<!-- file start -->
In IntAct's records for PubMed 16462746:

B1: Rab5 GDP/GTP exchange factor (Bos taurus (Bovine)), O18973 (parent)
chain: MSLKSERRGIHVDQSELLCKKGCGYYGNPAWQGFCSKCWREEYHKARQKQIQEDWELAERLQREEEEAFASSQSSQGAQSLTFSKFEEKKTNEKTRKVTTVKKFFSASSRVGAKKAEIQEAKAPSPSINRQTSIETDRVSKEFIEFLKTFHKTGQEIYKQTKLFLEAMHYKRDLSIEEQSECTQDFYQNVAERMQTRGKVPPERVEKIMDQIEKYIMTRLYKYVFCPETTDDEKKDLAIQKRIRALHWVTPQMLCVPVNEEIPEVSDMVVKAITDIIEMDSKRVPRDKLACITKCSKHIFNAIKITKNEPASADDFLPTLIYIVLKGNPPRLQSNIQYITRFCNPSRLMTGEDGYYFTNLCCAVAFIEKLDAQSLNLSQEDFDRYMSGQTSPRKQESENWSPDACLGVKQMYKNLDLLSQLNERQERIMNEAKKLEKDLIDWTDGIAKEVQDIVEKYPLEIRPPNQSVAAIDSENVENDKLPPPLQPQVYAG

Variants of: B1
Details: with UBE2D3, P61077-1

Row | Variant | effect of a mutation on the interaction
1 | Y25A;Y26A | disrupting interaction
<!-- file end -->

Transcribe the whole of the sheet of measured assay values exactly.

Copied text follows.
In IntAct's records for PubMed 16462746:

B1: Rab5 GDP/GTP exchange factor (Bos taurus (Bovine)), O18973 (parent)
chain: MSLKSERRGIHVDQSELLCKKGCGYYGNPAWQGFCSKCWREEYHKARQKQIQEDWELAERLQREEEEAFASSQSSQGAQSLTFSKFEEKKTNEKTRKVTTVKKFFSASSRVGAKKAEIQEAKAPSPSINRQTSIETDRVSKEFIEFLKTFHKTGQEIYKQTKLFLEAMHYKRDLSIEEQSECTQDFYQNVAERMQTRGKVPPERVEKIMDQIEKYIMTRLYKYVFCPETTDDEKKDLAIQKRIRALHWVTPQMLCVPVNEEIPEVSDMVVKAITDIIEMDSKRVPRDKLACITKCSKHIFNAIKITKNEPASADDFLPTLIYIVLKGNPPRLQSNIQYITRFCNPSRLMTGEDGYYFTNLCCAVAFIEKLDAQSLNLSQEDFDRYMSGQTSPRKQESENWSPDACLGVKQMYKNLDLLSQLNERQERIMNEAKKLEKDLIDWTDGIAKEVQDIVEKYPLEIRPPNQSVAAIDSENVENDKLPPPLQPQVYAG

Variants of: B1
Details: with UBE2D3, P61077-1

Row | Variant | effect of a mutation on the interaction
1 | Y25A;Y26A | disrupting interaction